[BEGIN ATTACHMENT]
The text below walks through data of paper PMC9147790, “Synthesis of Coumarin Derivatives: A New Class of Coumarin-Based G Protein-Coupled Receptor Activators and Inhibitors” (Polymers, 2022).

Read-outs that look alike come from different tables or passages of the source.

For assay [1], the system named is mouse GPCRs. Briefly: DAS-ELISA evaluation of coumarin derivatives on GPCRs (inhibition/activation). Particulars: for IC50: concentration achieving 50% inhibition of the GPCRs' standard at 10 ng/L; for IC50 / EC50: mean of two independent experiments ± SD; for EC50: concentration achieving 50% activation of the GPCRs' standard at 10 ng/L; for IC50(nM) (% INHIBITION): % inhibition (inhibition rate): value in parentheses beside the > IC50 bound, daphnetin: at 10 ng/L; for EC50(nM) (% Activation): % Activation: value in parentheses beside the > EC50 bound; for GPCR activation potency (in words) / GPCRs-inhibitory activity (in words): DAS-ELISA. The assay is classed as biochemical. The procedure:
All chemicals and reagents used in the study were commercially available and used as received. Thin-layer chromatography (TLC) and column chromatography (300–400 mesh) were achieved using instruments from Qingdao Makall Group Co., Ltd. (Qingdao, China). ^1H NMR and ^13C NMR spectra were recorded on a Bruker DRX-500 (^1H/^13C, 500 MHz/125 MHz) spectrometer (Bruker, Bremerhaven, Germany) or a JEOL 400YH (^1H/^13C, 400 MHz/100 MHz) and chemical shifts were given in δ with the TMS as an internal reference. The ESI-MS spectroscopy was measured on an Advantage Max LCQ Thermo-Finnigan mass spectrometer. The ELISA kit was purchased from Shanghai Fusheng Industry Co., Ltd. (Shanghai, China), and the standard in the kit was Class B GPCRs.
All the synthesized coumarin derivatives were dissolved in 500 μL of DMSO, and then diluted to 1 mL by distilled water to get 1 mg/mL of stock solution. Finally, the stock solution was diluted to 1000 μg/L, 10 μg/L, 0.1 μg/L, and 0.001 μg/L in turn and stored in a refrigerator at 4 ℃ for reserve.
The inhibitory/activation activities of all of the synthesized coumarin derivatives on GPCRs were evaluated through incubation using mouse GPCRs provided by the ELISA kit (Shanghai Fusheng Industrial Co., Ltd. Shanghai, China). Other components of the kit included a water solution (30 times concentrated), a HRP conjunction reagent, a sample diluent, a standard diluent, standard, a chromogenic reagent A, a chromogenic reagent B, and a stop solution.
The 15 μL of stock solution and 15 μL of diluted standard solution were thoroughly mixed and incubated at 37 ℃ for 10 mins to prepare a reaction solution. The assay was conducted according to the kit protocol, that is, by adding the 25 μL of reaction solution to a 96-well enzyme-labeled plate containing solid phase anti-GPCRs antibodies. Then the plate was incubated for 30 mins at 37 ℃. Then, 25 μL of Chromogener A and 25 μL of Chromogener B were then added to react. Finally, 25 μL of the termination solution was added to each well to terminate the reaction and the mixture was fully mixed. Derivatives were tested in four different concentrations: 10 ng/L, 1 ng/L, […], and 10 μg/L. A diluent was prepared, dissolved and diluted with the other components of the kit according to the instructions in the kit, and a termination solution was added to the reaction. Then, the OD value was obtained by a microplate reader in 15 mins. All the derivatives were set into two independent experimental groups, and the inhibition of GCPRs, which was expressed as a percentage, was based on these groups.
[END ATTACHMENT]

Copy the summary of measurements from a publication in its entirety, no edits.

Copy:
The text below walks through data of paper PMC9147790, “Synthesis of Coumarin Derivatives: A New Class of Coumarin-Based G Protein-Coupled Receptor Activators and Inhibitors” (Polymers, 2022).

Read-outs that look alike come from different tables or passages of the source.

For assay [1], the system named is mouse GPCRs. Briefly: DAS-ELISA evaluation of coumarin derivatives on GPCRs (inhibition/activation). Particulars: for IC50: concentration achieving 50% inhibition of the GPCRs' standard at 10 ng/L; for IC50 / EC50: mean of two independent experiments ± SD; for EC50: concentration achieving 50% activation of the GPCRs' standard at 10 ng/L; for IC50(nM) (% INHIBITION): % inhibition (inhibition rate): value in parentheses beside the > IC50 bound, daphnetin: at 10 ng/L; for EC50(nM) (% Activation): % Activation: value in parentheses beside the > EC50 bound; for GPCR activation potency (in words) / GPCRs-inhibitory activity (in words): DAS-ELISA. The assay is classed as biochemical. The procedure:
All chemicals and reagents used in the study were commercially available and used as received. Thin-layer chromatography (TLC) and column chromatography (300–400 mesh) were achieved using instruments from Qingdao Makall Group Co., Ltd. (Qingdao, China). ^1H NMR and ^13C NMR spectra were recorded on a Bruker DRX-500 (^1H/^13C, 500 MHz/125 MHz) spectrometer (Bruker, Bremerhaven, Germany) or a JEOL 400YH (^1H/^13C, 400 MHz/100 MHz) and chemical shifts were given in δ with the TMS as an internal reference. The ESI-MS spectroscopy was measured on an Advantage Max LCQ Thermo-Finnigan mass spectrometer. The ELISA kit was purchased from Shanghai Fusheng Industry Co., Ltd. (Shanghai, China), and the standard in the kit was Class B GPCRs.
All the synthesized coumarin derivatives were dissolved in 500 μL of DMSO, and then diluted to 1 mL by distilled water to get 1 mg/mL of stock solution. Finally, the stock solution was diluted to 1000 μg/L, 10 μg/L, 0.1 μg/L, and 0.001 μg/L in turn and stored in a refrigerator at 4 ℃ for reserve.
The inhibitory/activation activities of all of the synthesized coumarin derivatives on GPCRs were evaluated through incubation using mouse GPCRs provided by the ELISA kit (Shanghai Fusheng Industrial Co., Ltd. Shanghai, China). Other components of the kit included a water solution (30 times concentrated), a HRP conjunction reagent, a sample diluent, a standard diluent, standard, a chromogenic reagent A, a chromogenic reagent B, and a stop solution.
The 15 μL of stock solution and 15 μL of diluted standard solution were thoroughly mixed and incubated at 37 ℃ for 10 mins to prepare a reaction solution. The assay was conducted according to the kit protocol, that is, by adding the 25 μL of reaction solution to a 96-well enzyme-labeled plate containing solid phase anti-GPCRs antibodies. Then the plate was incubated for 30 mins at 37 ℃. Then, 25 μL of Chromogener A and 25 μL of Chromogener B were then added to react. Finally, 25 μL of the termination solution was added to each well to terminate the reaction and the mixture was fully mixed. Derivatives were tested in four different concentrations: 10 ng/L, 1 ng/L, […], and 10 μg/L. A diluent was prepared, dissolved and diluted with the other components of the kit according to the instructions in the kit, and a termination solution was added to the reaction. Then, the OD value was obtained by a microplate reader in 15 mins. All the derivatives were set into two independent experimental groups, and the inhibition of GCPRs, which was expressed as a percentage, was based on these groups.